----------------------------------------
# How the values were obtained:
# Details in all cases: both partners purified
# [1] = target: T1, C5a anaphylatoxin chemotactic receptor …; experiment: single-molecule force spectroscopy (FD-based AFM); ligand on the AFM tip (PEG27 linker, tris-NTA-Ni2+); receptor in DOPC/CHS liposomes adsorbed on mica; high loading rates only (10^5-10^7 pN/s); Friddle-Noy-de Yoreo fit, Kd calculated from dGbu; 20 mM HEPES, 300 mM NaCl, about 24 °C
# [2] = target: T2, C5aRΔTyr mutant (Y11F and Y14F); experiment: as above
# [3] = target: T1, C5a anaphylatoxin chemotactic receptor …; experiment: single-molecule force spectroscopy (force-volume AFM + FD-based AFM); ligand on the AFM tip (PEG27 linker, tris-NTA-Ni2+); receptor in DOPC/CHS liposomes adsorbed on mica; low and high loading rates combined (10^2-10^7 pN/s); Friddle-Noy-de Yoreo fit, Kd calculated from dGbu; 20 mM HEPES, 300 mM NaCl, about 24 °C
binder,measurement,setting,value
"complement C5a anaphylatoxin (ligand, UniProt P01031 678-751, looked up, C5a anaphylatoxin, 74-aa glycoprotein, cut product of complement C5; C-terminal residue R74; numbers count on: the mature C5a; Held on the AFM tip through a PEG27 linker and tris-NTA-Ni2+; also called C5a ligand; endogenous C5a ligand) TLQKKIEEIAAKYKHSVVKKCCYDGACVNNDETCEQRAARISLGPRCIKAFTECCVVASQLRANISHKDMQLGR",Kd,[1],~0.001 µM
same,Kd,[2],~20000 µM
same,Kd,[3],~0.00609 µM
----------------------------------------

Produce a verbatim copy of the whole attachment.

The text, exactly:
# How the values were obtained:
# Details in all cases: both partners purified
# [1] = target: T1, C5a anaphylatoxin chemotactic receptor …; experiment: single-molecule force spectroscopy (FD-based AFM); ligand on the AFM tip (PEG27 linker, tris-NTA-Ni2+); receptor in DOPC/CHS liposomes adsorbed on mica; high loading rates only (10^5-10^7 pN/s); Friddle-Noy-de Yoreo fit, Kd calculated from dGbu; 20 mM HEPES, 300 mM NaCl, about 24 °C
# [2] = target: T2, C5aRΔTyr mutant (Y11F and Y14F); experiment: as above
# [3] = target: T1, C5a anaphylatoxin chemotactic receptor …; experiment: single-molecule force spectroscopy (force-volume AFM + FD-based AFM); ligand on the AFM tip (PEG27 linker, tris-NTA-Ni2+); receptor in DOPC/CHS liposomes adsorbed on mica; low and high loading rates combined (10^2-10^7 pN/s); Friddle-Noy-de Yoreo fit, Kd calculated from dGbu; 20 mM HEPES, 300 mM NaCl, about 24 °C
binder,measurement,setting,value
"complement C5a anaphylatoxin (ligand, UniProt P01031 678-751, looked up, C5a anaphylatoxin, 74-aa glycoprotein, cut product of complement C5; C-terminal residue R74; numbers count on: the mature C5a; Held on the AFM tip through a PEG27 linker and tris-NTA-Ni2+; also called C5a ligand; endogenous C5a ligand) TLQKKIEEIAAKYKHSVVKKCCYDGACVNNDETCEQRAARISLGPRCIKAFTECCVVASQLRANISHKDMQLGR",Kd,[1],~0.001 µM
same,Kd,[2],~20000 µM
same,Kd,[3],~0.00609 µM